ADVENTURE most unto itself
The Soul condemned to be;
Attended by a Single Hound—
Its own Identity.
1. “Adventure most unto itself.” Part Five: The Single Hound. Dickinson, Emily. 1924. Complete Poems
oupacademic:

What is it like living with schizophrenia? In this podcast, Oral History Review (OHR) contributors Drs. Linda Crane and Tracy McDonough answer OHR Managing Editor Troy Reeves’s questions about the Schizophrenia Oral History Project and why the stigma around schizophrenia has to change.
Image: Painting by Alice Fisher, SOHP narrator, do not re-use without permission.

oupacademic:

What is it like living with schizophrenia? In this podcastOral History Review (OHR) contributors Drs. Linda Crane and Tracy McDonough answer OHR Managing Editor Troy Reeves’s questions about the Schizophrenia Oral History Project and why the stigma around schizophrenia has to change.

Image: Painting by Alice Fisher, SOHP narrator, do not re-use without permission.

Cite Arrow reblogged from oupacademic
It is the mark of an educated mind to be able to entertain a thought without accepting it.

Aristotle (384-322 BCE)

What did Aristotle really mean when he referred to “phronesis”? Is knowledge eternal? How many ways are there for us to arrive at “truth”? David Blockley explores the concept of practical wisdom and explains why we need to value it.

(via oupacademic)
Cite Arrow reblogged from oupacademic

eadfrith:

Sir Thomas Holme’s Book of Arms - folio 14r

Two Knights in armour and colourful Tabards, these are from Suffolk.  Pike cover the tabard of one of the Knights.

Harley MS 4205, Manuscript made in England, probably London between 1445-1524.

Images from The British Library Manuscript website.

http://www.bl.uk/manuscripts/FullDisplay.aspx?ref=Harley_MS_4205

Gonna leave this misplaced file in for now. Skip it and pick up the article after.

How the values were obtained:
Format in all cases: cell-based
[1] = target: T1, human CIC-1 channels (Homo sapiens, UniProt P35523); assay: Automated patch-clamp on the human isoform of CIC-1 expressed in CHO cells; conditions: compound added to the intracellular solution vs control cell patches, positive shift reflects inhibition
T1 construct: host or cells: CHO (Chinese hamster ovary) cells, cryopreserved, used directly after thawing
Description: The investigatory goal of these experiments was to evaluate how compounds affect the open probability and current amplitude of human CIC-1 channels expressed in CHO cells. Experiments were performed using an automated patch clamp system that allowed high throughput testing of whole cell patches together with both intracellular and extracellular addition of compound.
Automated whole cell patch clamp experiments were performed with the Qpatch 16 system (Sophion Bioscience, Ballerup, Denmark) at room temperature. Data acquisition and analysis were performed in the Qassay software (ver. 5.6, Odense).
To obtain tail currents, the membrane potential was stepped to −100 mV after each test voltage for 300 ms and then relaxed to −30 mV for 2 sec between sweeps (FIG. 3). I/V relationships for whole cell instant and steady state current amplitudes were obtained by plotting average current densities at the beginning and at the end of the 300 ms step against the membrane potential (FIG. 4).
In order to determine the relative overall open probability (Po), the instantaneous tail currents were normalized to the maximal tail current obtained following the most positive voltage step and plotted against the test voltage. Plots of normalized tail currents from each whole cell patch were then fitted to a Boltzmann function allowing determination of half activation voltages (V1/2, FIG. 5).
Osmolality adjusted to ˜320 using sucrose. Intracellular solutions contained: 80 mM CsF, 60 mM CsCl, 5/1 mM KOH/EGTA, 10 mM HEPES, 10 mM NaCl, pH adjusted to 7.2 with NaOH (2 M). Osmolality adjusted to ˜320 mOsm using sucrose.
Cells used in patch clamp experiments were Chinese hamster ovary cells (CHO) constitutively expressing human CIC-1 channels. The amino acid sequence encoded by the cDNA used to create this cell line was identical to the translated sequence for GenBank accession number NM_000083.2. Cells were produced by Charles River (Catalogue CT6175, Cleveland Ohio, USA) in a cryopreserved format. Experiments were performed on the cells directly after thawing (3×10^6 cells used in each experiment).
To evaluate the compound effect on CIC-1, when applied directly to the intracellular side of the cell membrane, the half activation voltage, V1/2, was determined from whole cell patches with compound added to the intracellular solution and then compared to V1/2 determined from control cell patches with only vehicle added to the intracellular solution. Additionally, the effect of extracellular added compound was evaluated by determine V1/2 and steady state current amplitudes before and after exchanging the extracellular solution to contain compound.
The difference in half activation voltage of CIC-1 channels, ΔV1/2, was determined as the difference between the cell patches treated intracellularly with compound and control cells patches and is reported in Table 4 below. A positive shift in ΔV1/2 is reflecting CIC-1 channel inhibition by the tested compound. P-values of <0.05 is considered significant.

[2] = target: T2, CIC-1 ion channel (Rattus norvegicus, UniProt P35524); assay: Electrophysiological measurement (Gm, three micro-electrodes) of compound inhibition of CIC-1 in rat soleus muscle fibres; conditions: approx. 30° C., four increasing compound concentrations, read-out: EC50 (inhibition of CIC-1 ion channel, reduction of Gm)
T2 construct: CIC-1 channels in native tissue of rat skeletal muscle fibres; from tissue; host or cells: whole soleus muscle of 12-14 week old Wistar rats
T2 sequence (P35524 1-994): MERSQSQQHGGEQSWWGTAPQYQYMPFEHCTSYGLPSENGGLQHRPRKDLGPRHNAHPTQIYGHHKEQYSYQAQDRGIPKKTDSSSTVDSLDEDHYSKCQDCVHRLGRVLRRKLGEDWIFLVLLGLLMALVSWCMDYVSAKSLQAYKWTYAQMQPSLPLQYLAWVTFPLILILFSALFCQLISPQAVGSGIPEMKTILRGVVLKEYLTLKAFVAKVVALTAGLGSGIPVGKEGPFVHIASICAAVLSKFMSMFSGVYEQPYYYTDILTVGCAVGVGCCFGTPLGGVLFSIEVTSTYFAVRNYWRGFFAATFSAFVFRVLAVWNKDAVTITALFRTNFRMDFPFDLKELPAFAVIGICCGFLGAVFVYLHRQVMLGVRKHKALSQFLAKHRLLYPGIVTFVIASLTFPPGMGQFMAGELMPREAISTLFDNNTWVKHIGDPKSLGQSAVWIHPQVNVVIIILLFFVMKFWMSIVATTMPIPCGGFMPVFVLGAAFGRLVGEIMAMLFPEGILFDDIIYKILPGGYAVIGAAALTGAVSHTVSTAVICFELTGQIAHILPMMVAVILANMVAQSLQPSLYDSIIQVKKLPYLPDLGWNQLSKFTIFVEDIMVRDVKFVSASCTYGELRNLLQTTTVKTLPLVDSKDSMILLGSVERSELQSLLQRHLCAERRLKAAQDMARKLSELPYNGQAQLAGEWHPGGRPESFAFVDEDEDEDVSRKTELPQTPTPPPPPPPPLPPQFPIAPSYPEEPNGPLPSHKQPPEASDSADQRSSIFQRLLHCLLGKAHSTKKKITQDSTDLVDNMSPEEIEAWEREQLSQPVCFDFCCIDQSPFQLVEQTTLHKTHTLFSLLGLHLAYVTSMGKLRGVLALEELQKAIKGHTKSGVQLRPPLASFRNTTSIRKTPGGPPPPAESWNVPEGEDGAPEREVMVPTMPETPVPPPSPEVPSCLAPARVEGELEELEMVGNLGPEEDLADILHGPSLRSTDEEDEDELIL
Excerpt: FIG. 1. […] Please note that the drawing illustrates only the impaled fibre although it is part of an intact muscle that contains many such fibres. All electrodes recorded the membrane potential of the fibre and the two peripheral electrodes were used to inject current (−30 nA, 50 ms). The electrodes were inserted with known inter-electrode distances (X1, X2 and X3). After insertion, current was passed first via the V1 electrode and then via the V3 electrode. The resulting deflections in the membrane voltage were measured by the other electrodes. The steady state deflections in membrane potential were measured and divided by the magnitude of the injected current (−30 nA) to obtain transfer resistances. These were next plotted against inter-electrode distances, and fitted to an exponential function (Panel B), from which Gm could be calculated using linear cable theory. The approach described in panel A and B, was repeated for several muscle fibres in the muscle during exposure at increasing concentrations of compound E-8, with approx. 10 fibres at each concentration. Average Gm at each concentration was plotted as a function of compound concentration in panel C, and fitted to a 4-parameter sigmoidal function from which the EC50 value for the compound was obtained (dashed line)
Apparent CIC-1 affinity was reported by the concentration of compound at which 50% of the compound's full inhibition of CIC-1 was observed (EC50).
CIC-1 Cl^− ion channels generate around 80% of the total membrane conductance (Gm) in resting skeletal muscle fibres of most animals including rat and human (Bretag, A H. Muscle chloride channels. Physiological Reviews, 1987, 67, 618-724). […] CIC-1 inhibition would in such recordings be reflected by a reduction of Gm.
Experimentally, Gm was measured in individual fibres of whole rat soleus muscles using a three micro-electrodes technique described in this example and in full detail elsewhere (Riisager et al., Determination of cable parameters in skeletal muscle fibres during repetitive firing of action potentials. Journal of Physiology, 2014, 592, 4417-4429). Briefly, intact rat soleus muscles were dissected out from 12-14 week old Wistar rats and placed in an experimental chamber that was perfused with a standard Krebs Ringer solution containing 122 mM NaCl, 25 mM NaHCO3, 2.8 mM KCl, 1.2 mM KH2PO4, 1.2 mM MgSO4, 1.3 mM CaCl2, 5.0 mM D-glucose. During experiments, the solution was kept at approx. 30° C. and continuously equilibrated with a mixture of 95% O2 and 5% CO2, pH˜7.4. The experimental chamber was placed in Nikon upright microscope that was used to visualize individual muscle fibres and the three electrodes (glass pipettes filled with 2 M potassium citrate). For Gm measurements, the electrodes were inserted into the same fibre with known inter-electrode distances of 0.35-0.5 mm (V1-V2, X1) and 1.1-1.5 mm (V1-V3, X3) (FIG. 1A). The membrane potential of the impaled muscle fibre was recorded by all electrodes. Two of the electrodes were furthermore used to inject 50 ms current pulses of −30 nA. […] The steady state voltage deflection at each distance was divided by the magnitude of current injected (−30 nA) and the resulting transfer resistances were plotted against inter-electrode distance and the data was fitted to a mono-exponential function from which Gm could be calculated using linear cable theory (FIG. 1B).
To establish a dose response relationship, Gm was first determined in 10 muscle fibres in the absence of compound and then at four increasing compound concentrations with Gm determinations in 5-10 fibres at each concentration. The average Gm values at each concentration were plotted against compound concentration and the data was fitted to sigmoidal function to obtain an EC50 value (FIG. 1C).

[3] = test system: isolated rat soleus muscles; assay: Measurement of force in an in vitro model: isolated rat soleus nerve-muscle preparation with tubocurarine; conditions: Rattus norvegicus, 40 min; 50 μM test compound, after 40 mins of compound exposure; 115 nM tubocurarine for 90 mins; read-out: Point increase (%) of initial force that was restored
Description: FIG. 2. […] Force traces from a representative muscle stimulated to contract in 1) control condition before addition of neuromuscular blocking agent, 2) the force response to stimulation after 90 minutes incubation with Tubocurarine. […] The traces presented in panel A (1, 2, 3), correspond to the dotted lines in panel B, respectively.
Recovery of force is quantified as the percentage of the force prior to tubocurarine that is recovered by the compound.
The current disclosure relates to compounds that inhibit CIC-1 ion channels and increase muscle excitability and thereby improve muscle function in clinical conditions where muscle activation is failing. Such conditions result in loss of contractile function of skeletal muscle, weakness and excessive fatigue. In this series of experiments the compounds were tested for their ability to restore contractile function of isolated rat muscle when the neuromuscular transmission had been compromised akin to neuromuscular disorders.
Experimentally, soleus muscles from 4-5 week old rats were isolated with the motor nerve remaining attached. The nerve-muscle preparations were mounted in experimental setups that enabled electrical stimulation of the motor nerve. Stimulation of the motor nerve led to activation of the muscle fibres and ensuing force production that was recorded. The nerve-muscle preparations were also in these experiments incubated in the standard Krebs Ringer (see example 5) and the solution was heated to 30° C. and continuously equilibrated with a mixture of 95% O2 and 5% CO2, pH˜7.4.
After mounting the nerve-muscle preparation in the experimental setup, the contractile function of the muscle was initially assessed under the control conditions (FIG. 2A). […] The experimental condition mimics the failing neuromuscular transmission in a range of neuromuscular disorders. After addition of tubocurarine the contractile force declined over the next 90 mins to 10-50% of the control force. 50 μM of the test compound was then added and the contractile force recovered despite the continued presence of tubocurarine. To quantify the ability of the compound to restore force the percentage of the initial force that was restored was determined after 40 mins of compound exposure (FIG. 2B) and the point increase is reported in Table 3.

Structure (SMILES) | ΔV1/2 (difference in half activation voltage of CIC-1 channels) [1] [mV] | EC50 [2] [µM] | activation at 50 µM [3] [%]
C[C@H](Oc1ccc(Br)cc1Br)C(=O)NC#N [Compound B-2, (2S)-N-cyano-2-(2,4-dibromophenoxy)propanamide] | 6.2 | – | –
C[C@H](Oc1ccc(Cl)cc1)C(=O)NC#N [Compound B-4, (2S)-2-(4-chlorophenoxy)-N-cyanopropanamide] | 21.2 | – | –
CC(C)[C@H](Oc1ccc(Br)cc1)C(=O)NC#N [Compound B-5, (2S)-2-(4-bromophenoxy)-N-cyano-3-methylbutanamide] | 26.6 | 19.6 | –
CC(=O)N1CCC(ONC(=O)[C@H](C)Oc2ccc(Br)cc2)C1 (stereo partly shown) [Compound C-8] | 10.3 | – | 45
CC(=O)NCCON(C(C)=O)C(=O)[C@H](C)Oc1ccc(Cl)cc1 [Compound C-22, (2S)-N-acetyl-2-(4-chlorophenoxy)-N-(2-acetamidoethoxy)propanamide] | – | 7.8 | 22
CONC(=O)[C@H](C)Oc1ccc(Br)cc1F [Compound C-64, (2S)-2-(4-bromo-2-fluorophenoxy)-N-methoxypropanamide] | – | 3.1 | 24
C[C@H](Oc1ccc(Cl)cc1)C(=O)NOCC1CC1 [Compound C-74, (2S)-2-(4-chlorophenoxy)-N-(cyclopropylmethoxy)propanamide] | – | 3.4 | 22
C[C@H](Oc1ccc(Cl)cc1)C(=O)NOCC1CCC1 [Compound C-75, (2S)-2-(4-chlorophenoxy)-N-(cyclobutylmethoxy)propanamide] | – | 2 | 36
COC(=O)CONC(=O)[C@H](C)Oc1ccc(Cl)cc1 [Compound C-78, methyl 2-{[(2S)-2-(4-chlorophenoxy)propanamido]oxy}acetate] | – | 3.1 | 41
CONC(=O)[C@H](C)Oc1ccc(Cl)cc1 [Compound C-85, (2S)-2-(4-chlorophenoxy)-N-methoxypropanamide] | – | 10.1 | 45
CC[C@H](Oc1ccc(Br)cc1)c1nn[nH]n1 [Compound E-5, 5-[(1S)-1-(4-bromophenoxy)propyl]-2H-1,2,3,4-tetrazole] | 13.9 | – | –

Cite Arrow reblogged from sexycodicology
oupacademic:


On the corner of Congress street and Broadway near the tavern, then, and for aught I know to the contrary, still kept by Mr. Moon, I was met by two gentlemen of respectable appearance, both of whom were entirely unknown to me. I have the impression that they were introduced to me by some one of my acquaintances, but who, I have in vain endeavored to recall, with the remark that I was an expert player on the violin.

Read the full chapter from Twelve Years a Slave: Narrative of Solomon Northup, a Citizen of New-York, Kidnapped in Washington City in 1841, and Rescued in 1853, in which Solomon Northup meets the two men who eventually trick him into slavery, available via North Carolina Scholarship Online.
Image: Sketch of Solomon Northup by Nebro, 1855. Public domain via Wikimedia Commons.

oupacademic:

On the corner of Congress street and Broadway near the tavern, then, and for aught I know to the contrary, still kept by Mr. Moon, I was met by two gentlemen of respectable appearance, both of whom were entirely unknown to me. I have the impression that they were introduced to me by some one of my acquaintances, but who, I have in vain endeavored to recall, with the remark that I was an expert player on the violin.

Read the full chapter from Twelve Years a Slave: Narrative of Solomon Northup, a Citizen of New-York, Kidnapped in Washington City in 1841, and Rescued in 1853, in which Solomon Northup meets the two men who eventually trick him into slavery, available via North Carolina Scholarship Online.

Image: Sketch of Solomon Northup by Nebro, 1855. Public domain via Wikimedia Commons.

Cite Arrow reblogged from oupacademic
oupacademic: